West Coast AFLW players run out ahead of a practice match against Fremantle on May 4, 2024. Picture: AFL Photos

THE AFL is working towards introducing an open-market salary cap in its women's competition as part of a raft of changes expected following its wide-ranging competitive balance review.

The League has recently finished visiting all 18 clubs to canvass opinions on how to improve the player movement landscape and is working through potential changes to trading, the bidding system and pick purchasing among other aspects.

But it has also sought recommendations on improving competitive balance systems in the AFLW and has already told clubs it will strongly consider introducing a national draft as early as this year.


Draftees headed for the AFLW currently have the option of nominating for either a national or state-based pool, with 69 per cent of players already choosing to nominate nationally last year.

But the League is also considering an open-market salary cap in the AFLW, similar to the one used in its men's competition, as opposed to the tiered payment system currently in place.

Currently, AFLW clubs allocate its player payments based on four tiers. The majority use the same payment structure that sees two players on Tier 1 contracts, six players on Tier 2 deals, six players on Tier 3 contracts, and the rest on Tier 4.

The salary for Tier 4 contracts, the lowest of the four-tier system, is due to rise from $55,077 to $67,337 by 2025 as part of the new Collective Bargaining Agreement. That figure will then increase to $70,030 in 2026 and then $72,373 by 2027.

2023 AFLW draftees pose for a photo at the AFLW Draft on December 18, 2023. Picture: AFL Photos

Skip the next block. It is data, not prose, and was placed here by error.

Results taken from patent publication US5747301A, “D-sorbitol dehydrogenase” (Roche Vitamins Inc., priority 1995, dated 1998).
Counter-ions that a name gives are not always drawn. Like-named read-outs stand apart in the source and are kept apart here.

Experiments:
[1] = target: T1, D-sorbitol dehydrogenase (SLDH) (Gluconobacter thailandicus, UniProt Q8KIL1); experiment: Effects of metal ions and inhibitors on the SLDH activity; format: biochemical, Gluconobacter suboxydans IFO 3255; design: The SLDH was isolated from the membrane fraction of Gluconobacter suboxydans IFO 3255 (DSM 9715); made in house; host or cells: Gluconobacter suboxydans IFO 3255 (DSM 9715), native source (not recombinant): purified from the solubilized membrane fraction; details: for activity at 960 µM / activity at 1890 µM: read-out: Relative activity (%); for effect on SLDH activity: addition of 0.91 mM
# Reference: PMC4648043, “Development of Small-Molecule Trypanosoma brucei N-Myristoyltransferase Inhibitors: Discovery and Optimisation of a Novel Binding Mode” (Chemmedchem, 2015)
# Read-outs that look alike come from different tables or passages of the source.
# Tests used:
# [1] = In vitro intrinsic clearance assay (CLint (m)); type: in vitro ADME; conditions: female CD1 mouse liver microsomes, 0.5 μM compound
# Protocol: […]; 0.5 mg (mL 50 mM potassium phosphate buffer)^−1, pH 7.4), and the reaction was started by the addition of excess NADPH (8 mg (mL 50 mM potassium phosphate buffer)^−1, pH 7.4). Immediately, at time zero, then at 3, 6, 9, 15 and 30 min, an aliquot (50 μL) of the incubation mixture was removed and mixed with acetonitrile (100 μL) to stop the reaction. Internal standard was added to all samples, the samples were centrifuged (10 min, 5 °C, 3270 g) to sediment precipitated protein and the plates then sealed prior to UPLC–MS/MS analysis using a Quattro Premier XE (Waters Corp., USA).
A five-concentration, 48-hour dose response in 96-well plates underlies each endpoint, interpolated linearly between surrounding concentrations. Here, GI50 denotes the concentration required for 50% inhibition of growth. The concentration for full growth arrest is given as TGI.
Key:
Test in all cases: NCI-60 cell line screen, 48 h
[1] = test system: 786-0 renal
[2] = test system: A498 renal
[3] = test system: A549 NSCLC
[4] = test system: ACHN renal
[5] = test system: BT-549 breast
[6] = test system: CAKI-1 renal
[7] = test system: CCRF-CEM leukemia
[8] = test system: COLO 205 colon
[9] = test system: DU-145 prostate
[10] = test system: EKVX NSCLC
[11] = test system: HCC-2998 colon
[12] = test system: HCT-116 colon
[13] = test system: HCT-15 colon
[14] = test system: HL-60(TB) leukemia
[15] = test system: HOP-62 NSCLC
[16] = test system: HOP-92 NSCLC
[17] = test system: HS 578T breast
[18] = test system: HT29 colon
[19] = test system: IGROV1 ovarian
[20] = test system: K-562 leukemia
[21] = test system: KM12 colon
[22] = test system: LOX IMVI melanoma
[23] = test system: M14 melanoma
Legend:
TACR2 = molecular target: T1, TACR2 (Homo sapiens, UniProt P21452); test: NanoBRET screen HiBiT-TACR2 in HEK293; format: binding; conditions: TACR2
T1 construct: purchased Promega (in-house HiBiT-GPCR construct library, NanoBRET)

However, under an open-market salary cap, AFLW list managers will be able to pay players a range of different amounts so long as it's under a certain limit in a model that is reflective of the one used in the men's competition.

Speaking to AFL.com.au's trade and draft show Gettable earlier this week, the League's head of football performance, list management and engagement Ned Guy said the proposal was under strong consideration.

"There was really good feedback from clubs," Guy said.

"One thing we're closing on, and we're working really closely with the Players' Association at the moment, we're keen to introduce a national draft which we're hoping we can introduce for this year.

"We're just working through the finer details with the Players' Association at the moment, but we're really hopeful we can get that up. On top of that, we've got to work out timings.

"We're also working towards the model of a more open-market salary cap at some point. Obviously, that's something we can't rush. It's really important we get that right, but we're working closely with the AFLPA on that at the moment."